What is endometriosis?
Endometriosis is a gynaecological disease that affects 1 in 10 women. This chronic disease is characterized by the presence of endometrial-like tissue (the mucous membrane that lines the inside of the uterus) outside the uterus, whether in the genital organs (uterus, fallopian tubes, ovaries), the digestive tract or the urinary system. Endometriosis is a poorly understood disease, which takes an average of 7 years to diagnose. In some cases, the most severely affected women have to undergo major surgery, including the insertion of a urinary catheter and/or colostomy (artificial anus). This disease can be extremely painful and disabling in everyday life, but it is also the leading cause of infertility. Endometriosis therefore often has moral and physical consequences on the lives of women who have to live with this disease: misunderstanding, lack of support, changes to one's body, pain during intercourse, sometimes even mourning the loss of a pregnancy.
Why can endometriosis lead to a colostomy?
Endometriosis is often diagnosed quite late. Long years during which the disease has time to develop in the body, sometimes even reaching the intestines, rectum and colon. In such cases, people may experience severe pain that extends to the lower back when defecating, whether outside or during the cycle, as well as the presence of blood in the stools. In such cases, it is sometimes difficult to relieve the pain with medication alone. Specialists may therefore decide to intervene surgically, as the disease has a serious impact on the lives of menstruating people. The surgeon installs a colostomy to allow the patient to heal and avoid complications.
But what is a colostomy?
Colostomy is a surgical procedure in which the colon is connected to the skin to allow lthe evacuation of stool via an external collection pouch. An artificial anus is created by surgically connecting the large intestine to the skin. The colostomy can be kept in place for a period of 3 to 6 months, and in some rare cases, menstruating patients are left with a colostomy for life.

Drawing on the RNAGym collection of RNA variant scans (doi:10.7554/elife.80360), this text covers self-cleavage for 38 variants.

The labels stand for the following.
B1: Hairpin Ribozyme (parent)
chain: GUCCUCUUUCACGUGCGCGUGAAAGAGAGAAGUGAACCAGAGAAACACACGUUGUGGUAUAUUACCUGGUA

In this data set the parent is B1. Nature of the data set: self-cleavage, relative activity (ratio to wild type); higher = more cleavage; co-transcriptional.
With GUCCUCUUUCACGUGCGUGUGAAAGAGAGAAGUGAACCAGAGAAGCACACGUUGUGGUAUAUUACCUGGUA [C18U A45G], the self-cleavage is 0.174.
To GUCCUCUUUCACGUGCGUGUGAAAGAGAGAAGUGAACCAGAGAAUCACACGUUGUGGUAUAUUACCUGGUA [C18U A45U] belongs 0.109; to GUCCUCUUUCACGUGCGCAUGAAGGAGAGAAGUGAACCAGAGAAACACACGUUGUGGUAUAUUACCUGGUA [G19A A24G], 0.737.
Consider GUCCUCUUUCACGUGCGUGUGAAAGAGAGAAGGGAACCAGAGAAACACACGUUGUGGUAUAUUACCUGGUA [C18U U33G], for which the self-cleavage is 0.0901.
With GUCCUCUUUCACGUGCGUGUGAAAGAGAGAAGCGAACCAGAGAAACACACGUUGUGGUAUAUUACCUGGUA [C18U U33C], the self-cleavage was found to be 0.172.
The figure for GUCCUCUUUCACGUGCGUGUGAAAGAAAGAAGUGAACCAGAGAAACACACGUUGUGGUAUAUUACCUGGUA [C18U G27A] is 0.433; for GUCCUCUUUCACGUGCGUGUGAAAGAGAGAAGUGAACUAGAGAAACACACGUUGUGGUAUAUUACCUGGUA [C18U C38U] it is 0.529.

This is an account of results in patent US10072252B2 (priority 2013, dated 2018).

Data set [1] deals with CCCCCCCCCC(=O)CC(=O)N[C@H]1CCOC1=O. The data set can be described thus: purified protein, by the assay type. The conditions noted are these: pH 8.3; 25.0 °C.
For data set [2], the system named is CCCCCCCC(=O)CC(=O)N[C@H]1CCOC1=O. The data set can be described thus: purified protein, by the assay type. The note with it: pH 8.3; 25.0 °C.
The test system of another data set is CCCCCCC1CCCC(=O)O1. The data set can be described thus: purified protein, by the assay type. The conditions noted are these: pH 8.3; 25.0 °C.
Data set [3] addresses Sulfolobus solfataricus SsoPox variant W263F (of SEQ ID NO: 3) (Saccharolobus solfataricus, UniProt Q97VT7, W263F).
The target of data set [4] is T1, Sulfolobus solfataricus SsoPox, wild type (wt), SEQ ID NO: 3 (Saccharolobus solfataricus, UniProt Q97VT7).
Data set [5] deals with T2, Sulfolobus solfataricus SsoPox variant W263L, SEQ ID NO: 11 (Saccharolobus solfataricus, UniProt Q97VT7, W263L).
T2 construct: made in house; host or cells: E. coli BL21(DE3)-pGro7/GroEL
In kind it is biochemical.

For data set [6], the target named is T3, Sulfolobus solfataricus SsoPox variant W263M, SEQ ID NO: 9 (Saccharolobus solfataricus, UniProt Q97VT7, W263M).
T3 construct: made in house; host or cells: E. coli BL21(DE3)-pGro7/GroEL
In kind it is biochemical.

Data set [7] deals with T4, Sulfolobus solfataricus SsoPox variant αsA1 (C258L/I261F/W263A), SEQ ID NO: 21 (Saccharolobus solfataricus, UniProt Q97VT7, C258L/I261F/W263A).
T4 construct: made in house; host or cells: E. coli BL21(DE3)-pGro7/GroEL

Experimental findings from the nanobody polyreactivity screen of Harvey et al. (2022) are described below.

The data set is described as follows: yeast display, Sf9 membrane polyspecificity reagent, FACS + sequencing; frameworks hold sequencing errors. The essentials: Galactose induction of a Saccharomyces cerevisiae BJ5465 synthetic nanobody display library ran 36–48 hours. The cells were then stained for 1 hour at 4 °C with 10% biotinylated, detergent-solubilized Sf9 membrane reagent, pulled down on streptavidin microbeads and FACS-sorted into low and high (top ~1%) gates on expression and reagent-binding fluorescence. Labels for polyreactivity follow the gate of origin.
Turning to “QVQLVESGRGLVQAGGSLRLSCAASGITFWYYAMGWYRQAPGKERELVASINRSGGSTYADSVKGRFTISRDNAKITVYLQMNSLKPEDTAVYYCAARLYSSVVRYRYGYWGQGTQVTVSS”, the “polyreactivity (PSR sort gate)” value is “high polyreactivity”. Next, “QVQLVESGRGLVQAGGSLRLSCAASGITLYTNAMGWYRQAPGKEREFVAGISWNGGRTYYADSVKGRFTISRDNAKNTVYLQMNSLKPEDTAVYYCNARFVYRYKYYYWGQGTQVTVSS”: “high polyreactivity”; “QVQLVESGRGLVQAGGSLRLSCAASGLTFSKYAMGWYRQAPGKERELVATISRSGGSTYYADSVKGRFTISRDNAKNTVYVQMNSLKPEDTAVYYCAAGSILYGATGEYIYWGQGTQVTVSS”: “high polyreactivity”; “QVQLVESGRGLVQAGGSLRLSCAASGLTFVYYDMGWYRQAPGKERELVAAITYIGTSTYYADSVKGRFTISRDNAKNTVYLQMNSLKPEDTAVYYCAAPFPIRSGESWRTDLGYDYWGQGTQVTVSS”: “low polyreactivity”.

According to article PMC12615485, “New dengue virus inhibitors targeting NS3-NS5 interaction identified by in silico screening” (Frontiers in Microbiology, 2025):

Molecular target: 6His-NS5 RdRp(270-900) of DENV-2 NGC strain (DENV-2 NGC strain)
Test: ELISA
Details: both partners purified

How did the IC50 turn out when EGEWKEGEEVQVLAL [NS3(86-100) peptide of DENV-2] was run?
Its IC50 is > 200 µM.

How do you live with a colostomy?
Whether for a few months or for life, menstruating people need time to accept this colostomy, which is placed on the stomach, especially since a small piece of intestine is visible. It can be scary to touch it at first, and to take care of it yourself, especially when it comes to changing the pouch. But don't panic! There are several ways of coming to terms with it and accepting your new body. First of all, specialists are there to help women who have to go through this ordeal: they take the time to show the various gestures that need to be made on a daily basis. After a colostomy, it's all a matter of getting used to the fact that it's possible to resume a normal life, going out, going to restaurants, working, having a relationship, etc. To continue to feel "feminine" and regain confidence, there are also specialized colostomy lingerie with lace to hide it, but some panties will also do the trick to feel good about your body! Our menstrual panties are soft and made from organic cotton, so they won't irritate your intimate area!
To see Raphaëlle's testimony, suffering from endometriosis and living with a colostomy, click here:
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